No doubt, God also smiles.
— Don McCuIlough
Mario Cuomo, governor of New York, writes in Life magazine about a time when he was especially discouraged during a political campaign:
I couldn't help wondering what Poppa would have said if I told him I was tired or — God forbid — discouraged. A thousand pictures flashed through my mind, but one scene came sharply into view.
We had just moved to Holliswood, New York, from our apartment behind the store. We had our own house for the first time; it had some land around it, even trees. One in particular was a great blue spruce that must have been 40 feet tall.
Less than a week after we moved in, there was a
terrible storm. We came home from the store that night to
find the spruce pulled almost totally from the ground
and flung forward, its mighty nose bent in the asphalt of
the street. My brother Frankie and 1 could climb poles
all day; we were great at fire escapes; we could scale
fences with barbed wire — but we knew no out
trees. When we saw our spruce, defeated, its cheek on the canvas, our hearts sank. But not Poppa's.
Maybe he was five feet six if his heels were not worn. Maybe he weighed 155 pounds if he had a good meal. Maybe he could see a block away if his glasses were clean. But he was stronger than Frankie and me and Marie and Mamma all together.
We stood in the street, looking down at the tree.
"Okay, we gonna push 'im up!"
"What are you talking about, Poppa? The roots are out of the ground!"
"Shut up, we gonna push 'im up, he's gonna grow again." We didn't know what to say to him. You couldn't say no to him. So we followed him into the house and we got what rope there was and we tied the rope around the tip of the tree that lay in the asphalt, and he stood up by the house, with me pulling on the rope and Frankie in the street in the rain, helping to push up the great blue spruce. In no time at all, we had it standing up straight again!
With the rain still falling, Poppa dug away at the place where the roots were, making a muddy hole wider and wider as (he tree sank lower and lower toward security. Then we shoveled mud over the roots and moved boulders to the base to keep the tree in place. Poppa drove stakes in the ground, tied rope from the trunk to the stakes, and maybe two hours later looked at the spruce, the crippled spruce made straight by ropes, and said, "Don't worry, he's gonna grow again. ..."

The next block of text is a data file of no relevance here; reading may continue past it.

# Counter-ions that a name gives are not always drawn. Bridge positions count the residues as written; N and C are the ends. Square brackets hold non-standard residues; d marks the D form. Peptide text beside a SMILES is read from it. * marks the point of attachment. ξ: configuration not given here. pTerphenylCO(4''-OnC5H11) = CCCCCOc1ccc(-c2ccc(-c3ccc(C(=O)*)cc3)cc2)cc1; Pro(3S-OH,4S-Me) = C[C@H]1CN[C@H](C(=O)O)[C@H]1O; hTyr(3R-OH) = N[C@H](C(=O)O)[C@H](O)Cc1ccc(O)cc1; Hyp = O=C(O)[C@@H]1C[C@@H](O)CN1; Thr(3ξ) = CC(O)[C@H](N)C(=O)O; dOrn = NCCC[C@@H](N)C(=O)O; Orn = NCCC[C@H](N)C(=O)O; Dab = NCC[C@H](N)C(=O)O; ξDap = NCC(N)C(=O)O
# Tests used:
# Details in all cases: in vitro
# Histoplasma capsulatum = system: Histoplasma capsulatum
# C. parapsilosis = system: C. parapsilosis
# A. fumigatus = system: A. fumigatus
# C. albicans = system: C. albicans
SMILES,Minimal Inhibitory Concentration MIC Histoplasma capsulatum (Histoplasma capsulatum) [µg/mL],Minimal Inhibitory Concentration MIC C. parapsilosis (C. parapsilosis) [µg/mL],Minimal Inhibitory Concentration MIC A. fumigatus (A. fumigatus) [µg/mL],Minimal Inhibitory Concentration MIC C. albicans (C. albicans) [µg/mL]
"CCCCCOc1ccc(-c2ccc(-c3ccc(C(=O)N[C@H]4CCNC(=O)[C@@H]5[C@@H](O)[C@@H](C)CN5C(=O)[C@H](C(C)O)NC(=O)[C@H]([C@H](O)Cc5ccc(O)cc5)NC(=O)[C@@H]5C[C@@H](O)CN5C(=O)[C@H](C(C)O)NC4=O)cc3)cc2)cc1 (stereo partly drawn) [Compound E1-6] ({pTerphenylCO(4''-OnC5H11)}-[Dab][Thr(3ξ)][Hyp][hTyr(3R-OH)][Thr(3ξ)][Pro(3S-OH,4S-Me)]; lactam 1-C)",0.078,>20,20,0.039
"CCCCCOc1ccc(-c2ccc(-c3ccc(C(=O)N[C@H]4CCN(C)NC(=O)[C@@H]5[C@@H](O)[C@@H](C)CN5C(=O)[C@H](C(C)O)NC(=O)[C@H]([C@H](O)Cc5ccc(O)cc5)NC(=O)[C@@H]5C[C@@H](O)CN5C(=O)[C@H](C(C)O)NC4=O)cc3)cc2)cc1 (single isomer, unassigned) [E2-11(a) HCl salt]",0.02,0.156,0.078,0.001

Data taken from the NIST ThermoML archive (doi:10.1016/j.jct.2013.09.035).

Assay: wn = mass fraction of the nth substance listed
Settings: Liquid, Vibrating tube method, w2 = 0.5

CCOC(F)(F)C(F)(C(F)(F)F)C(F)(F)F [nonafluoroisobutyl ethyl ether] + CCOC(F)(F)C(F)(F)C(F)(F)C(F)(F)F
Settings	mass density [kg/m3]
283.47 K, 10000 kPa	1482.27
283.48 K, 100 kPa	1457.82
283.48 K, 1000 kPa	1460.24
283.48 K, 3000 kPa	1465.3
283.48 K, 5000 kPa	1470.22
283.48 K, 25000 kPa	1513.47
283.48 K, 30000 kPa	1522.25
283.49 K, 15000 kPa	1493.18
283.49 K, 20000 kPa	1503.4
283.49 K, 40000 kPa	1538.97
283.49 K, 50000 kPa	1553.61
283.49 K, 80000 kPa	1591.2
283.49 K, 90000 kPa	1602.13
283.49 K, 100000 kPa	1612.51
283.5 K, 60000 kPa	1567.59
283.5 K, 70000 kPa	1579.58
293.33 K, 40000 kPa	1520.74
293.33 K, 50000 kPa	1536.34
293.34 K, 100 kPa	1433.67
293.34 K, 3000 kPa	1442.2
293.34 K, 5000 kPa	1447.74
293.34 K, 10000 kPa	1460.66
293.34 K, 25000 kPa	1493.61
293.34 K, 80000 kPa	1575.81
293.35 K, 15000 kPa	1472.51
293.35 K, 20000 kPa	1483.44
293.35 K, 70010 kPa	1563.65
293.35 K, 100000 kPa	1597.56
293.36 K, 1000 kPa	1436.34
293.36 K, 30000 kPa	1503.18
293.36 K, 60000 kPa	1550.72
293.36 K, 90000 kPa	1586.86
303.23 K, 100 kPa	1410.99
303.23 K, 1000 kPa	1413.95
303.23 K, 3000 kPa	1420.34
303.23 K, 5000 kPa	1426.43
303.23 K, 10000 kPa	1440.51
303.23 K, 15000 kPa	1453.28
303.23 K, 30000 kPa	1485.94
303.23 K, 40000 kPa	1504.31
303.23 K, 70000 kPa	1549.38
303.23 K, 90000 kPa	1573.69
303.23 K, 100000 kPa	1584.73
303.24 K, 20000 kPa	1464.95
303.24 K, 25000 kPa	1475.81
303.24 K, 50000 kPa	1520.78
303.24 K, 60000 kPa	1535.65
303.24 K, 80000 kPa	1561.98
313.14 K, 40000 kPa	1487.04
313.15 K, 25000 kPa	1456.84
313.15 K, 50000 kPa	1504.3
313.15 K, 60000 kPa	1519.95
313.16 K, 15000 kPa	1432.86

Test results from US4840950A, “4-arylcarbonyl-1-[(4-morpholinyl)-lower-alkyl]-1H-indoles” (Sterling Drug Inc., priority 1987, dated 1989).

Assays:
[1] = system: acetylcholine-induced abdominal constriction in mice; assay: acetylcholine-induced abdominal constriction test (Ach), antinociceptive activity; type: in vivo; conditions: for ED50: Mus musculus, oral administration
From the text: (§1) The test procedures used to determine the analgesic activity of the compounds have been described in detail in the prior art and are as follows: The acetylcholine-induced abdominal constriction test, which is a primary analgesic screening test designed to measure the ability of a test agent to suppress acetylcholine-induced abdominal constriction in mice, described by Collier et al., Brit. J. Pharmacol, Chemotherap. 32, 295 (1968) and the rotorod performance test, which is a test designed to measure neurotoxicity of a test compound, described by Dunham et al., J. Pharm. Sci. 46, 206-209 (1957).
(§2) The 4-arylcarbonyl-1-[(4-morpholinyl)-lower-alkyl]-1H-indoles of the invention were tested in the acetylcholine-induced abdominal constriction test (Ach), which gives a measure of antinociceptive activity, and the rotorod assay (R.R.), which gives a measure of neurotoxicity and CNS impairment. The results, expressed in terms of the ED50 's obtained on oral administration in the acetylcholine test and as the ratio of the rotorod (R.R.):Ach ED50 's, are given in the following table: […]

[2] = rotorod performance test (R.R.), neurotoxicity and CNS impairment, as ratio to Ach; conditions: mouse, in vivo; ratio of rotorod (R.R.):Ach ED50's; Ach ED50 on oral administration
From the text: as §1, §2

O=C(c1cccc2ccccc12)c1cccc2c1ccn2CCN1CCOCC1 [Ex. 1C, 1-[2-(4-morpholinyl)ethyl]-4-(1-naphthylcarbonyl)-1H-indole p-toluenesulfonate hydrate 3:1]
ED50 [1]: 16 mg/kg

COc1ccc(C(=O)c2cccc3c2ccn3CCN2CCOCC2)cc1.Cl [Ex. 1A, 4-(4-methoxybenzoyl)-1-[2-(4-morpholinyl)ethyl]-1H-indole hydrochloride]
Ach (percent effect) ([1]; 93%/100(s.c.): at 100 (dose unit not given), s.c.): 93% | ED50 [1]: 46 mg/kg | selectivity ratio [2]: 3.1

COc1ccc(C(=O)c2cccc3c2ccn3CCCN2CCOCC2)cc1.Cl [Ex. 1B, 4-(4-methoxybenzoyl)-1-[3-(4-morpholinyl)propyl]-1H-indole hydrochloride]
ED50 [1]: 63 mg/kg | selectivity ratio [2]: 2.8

If you were to drive past that house today, you would see the great, straight blue spruce, maybe 65 feet tall, pointing up to the heavens, pretending it never had its nose in the asphalt.
Remembering that night in Holliswood, I now couldn't wait to get back into the campaign.
A tv news camera crew was on assignment in southern Florida filming the widespread destruction of Hurricane Andrew.
In one scene, amid the devastation and debris stood one house on its foundation. The owner was cleaning up the yard when a reporter approached him.
"Sir, why is your house the only one still standing?" asked the reporter. "How did you manage to escape the severe damage of the hurricane?"
"I built this house myself," the man replied. "I also built it according to the Florida state building code. When the code called for 2x6 roof trusses, I used 2x6 roof trusses. I was told that a house built according to code could withstand a hurricane. I did, and it did. I
suppose no one else around here followed the code."
When the sun is shining and the skies are blue, building our lives on something other than the guidelines in God's Word can be tempting. But there's a hurricane coming — for everyone.
— David R. Culver Wisconsin Rapids, Wisconsin
In one scene of the popular movie Robin Hood, The Prince of Thieves, Kevin Costner as Robin came to a young man taking aim at an archery target. Robin asked, "Can you shoot amid distractions?"
Just before the boy released the string, Robin poked his ear with the feathers of an arrow. The boy's shot went high by several feet.
After the laughter of those watching died down, Maid Marian, standing behind the boy, asked Robin, "Can you?"
Robin Hood then raised his bow and took aim. His eyes focused on the bull's-eye. Just as he released the arrow, Maid Marian leaned beside him and flirtatiously blew into his face. The arrow missed the
target, glanced off the tree
behind it, and scarcely
missed a bystander. Distractions come in
all types, and whether
they are painful or
pleasant, the result is
the same: we miss
— Penney F. Nichols Van Nuys, California